Shelley's Music: Fantasy, Authority and the Object Voice regards music images and allusions to music in Shelley's writing as evidence that Shelley sought to infuse the masculine word with the music of feminine expression. Set within his configuration of hetero-erotic relationships, this agenda reveals Shelley's desire to remain eternally present in his poetry. In the end, Shelley fails to achieve this goal, because he failed to overcome an even stronger desire to preserve male authority. Shelley's Music demonstrates that the main body of Shelley's writing consists of a fantasy aimed at unifying the word, traditionally associated with masculine power and authority, with voice and music, traditionally associated with the power and mystery of feminine expression. This particular fantasy extends an even more fundamental desire to integrate the "object voice" with one's own subjectivity. Structured along the lines of sexual difference and providing the coordinates for Shelley's construction of heterosexual and hetero-erotic correspondence, this phantasmic movement reveals Shelley's desire to make his voice eternally present in the written word. As Zizek reminds us, however, all fantasy inevitably exposes the very horror it means to conceal. For Shelley, what plagues the desire to merge word, voice and music is the prospect of losing both the poet's authority and the subjectivity upon which it relies. Recycling throughout his writing, Shelley's fantasy, then, generates deadlock and instability each time it finds renewed expression. Shelley's Music argues that this division paradoxically becomes Shelley's ultimate goal, because it maintains desire by creating a steady state of suspension that finally preserves for Shelley his authority and his humanity.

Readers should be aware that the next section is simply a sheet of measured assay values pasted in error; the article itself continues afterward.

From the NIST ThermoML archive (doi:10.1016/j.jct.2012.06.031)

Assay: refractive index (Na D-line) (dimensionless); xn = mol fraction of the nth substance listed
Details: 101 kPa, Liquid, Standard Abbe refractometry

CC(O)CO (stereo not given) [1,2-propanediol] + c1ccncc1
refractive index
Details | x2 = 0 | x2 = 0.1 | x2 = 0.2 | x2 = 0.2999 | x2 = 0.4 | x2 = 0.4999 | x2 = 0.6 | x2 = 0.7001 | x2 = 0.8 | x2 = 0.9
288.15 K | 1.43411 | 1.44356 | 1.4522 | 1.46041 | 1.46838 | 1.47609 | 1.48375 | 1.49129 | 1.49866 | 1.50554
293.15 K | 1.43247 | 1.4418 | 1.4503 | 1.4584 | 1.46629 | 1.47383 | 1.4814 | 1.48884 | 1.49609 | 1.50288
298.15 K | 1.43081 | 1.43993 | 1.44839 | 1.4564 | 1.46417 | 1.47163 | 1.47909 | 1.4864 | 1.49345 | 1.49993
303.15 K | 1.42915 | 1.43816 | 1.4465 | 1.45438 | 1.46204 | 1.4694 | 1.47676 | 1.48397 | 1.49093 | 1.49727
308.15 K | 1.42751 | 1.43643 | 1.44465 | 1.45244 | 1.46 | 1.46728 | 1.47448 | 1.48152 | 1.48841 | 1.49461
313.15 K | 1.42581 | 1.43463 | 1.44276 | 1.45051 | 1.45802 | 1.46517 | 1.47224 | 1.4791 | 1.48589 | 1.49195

Table of Contents
Contents: Introduction; Subjectivity and the self-present voice; Poetic authority and 'interpassivity'; Sounding the 'real'; Power, desire and poetics; Conclusion: fantasy and renunciation; Bibliography; Index.
’... the book is admirable for its fearlessness, its attempt to do something new in Shelley studies... Vatalaro may very well prove to be one of the prominent Shelleyans of his time.’ New Books on Literature-19